Oh, writing workshops! How we love and hate you! A group of talented folks come together to discuss one another’s writing. What could possibly go wrong? Any one of these 5 writing workshop pitfalls, that’s what!
As a professional writing coach, I encourage my clients to join a good writing workshop. Participating in a well-run, level-appropriate workshop will add benefit to our writing coaching sessions. But a bad workshop? That’s just a waste of time. It can take some research to find the right fit—but it’s worth it. Use the lists below to increase your chances of writing workshop success.
5 common writing workshop pitfalls
1) Writers in one genre may not be well-versed in other genres. In a genre-mixed writing group this may result in less-than-helpful feedback. A horror writer might fault a women’s fiction writer for not establishing high enough stakes early on in the story, for example.
2) Often, workshop mates have widely differing opinions about what’s working and what’s not. This leaves the writer under discussion in a quandary: Which advice should they take?
3) Being a good writing workshop participant requires time. If the group is reading 25 pages of your novel-in-progress, you’re expected to read 25 pages of everyone else’s manuscripts— ongoingly. While there is much to be learned from reviewing others’ work, the amount of attention to our own work may feel like a scant payoff for the reading we do on the other writers’ behalf.
4) Sometimes a workshop member is just mean, insensitive, hurtful. Are they having a bad day? Are they jealous? Do they simple dislike the writer under attack? Or perhaps the writer is simple trying to help. When our writing is up for feedback, we can be quite sensitive to criticism. But, you know, sometimes someone is just not playing nice.
5) The math may not work in your favor. If you’re submitting 25 pages every three or four weeks, that’s a slow ride to get the ~80,000+ words of your novel read!
5 solutions to the pitfalls of a writing workshop!
1) If writers unfamiliar with your genre give feedback that consistently misses the mark, consider starting a workshop for writers only in your genre. Or, alternatively, create a “cheat sheet” of the basic tenets of your genre. Hand it out to group members and ask them to consider those points when critiquing your work.
2) Too many conflicting opinions about your writing? Use this rule of thumb: If two or more people comment about the same passage—no matter how different their views of it—take that as a signal to review that section closely. Ultimately, though, give your own opinion more weight than that of your workshop fellows.
3) Spending a disproportionate amount of time reading others’ work relative to the attention your own work is receiving? Maybe your writing workshop is just too large? Could members agree to split the group in half? Or maybe what you really need is a single excellent critique partner, rather than a guild!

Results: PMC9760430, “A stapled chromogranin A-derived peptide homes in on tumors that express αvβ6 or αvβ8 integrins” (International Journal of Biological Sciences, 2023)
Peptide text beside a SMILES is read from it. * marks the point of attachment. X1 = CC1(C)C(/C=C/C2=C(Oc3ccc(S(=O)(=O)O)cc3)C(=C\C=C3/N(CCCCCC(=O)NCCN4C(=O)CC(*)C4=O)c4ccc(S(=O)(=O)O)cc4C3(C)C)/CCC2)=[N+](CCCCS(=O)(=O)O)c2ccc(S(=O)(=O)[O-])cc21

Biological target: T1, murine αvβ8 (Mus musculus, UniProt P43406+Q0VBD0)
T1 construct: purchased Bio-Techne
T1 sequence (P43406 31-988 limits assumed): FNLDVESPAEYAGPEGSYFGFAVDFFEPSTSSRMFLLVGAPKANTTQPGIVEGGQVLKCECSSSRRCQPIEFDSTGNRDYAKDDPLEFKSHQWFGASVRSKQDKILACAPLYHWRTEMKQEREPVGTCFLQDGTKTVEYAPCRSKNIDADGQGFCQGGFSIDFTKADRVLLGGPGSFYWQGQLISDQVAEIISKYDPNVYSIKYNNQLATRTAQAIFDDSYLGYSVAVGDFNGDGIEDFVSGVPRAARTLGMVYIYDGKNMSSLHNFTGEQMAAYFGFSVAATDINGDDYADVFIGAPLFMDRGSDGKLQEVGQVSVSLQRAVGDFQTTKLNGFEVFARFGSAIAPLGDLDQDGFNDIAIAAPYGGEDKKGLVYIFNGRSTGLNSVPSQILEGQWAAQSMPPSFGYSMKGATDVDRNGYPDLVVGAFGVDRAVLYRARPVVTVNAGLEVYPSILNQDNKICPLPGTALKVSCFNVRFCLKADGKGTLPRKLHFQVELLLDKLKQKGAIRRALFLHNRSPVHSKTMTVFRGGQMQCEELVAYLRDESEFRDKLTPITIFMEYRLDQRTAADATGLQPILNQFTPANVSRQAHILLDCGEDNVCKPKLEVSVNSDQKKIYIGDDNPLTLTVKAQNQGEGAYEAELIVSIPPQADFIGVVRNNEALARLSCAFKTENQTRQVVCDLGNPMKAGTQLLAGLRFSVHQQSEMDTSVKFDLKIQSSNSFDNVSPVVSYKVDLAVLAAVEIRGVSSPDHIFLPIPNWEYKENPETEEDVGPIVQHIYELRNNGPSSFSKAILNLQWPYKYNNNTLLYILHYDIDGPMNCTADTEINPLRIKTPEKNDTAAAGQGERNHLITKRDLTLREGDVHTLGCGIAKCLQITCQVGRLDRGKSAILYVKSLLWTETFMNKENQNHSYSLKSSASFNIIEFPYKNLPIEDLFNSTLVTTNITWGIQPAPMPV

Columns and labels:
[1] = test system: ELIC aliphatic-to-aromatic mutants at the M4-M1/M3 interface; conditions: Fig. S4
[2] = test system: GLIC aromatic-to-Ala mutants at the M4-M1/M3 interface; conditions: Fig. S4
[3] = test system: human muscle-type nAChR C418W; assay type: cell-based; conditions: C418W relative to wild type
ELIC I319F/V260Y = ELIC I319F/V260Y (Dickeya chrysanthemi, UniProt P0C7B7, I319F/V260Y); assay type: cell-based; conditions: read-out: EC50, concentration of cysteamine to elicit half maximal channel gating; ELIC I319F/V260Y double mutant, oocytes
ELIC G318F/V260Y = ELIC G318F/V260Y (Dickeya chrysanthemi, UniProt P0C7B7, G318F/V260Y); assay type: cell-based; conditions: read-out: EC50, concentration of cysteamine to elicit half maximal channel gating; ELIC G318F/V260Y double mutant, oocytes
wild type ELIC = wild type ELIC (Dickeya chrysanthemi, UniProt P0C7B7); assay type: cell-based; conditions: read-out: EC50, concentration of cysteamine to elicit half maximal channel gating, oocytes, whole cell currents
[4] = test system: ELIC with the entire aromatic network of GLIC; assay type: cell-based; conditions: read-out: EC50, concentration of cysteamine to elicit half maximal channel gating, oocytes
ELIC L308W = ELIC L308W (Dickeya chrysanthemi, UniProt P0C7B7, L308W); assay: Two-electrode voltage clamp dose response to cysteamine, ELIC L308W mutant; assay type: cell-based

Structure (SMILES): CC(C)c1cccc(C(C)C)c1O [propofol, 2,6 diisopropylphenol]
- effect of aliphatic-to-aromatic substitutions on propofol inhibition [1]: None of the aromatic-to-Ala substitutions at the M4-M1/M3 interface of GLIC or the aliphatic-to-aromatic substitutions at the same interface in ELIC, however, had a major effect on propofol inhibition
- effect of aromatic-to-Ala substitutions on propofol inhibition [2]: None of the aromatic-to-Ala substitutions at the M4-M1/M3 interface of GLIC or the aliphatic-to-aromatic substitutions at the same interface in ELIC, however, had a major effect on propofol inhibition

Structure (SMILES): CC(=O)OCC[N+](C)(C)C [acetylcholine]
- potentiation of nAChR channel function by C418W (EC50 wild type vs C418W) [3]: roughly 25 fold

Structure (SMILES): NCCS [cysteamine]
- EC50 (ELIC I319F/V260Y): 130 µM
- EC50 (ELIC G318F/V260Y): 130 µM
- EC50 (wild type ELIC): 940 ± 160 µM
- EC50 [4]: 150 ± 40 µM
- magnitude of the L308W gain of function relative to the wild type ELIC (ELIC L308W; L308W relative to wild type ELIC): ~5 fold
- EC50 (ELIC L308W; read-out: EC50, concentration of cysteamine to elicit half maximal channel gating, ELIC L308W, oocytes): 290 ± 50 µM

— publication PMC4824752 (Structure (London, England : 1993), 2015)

4) Ugh. Harsh, mean, or otherwise hurtful feedback can be devastating. Set up guidelines for feedback—and stick to them. The “sandwich rule” is helpful: Start and end feedback with positive comments—and limit critical comments to just three to five of the most significant. You might also allow those whose work is being considered to ask for specific feedback and not entertain comments on any other aspects of the writing.
5) If your critique group is slowing you down, you might benefit from a book-writing program or course designed specifically to support writers in finishing book-length drafts in a short time. Or you could hire a developmental editor or writing coach to help you move ahead more quickly.
Bonus writing workshop support
In her article “The Writing Workshop Glossary” on the NEW YORK TIMES website, Amy Klein translates some of the puzzling stuff a writer might hear when hanging their work out on the line and inviting others’ input!
Klein includes her very helpfulo take on the following phrases, frequently heard in a writing workshop: Find your own voice; I don’t find the character sympathetic; What does the character want?; What Is this story really about?; Show, don’t tell; and the ever–popular Kill your darlings.
Discussed with both humor and an obvious wealth of writing workshop experience, Klein’s article will likely offer you support as you manage your workshop participation—and a chuckle or two. The latter may come in handy when dealing with the pitfalls of the former.
Need more for your writing? A chat with a top writing coach can help!
Sometimes, writing workshops are great for writers. Sometimes, they’re confusing. Over a decade of leading workshops has taught me that! If you feel you might benefit from some one-on-one attention, let’s chat. Schedule a free initial consultation. And also take a look at this THE WRITER mag article “Should I Hire a Writing Coach.”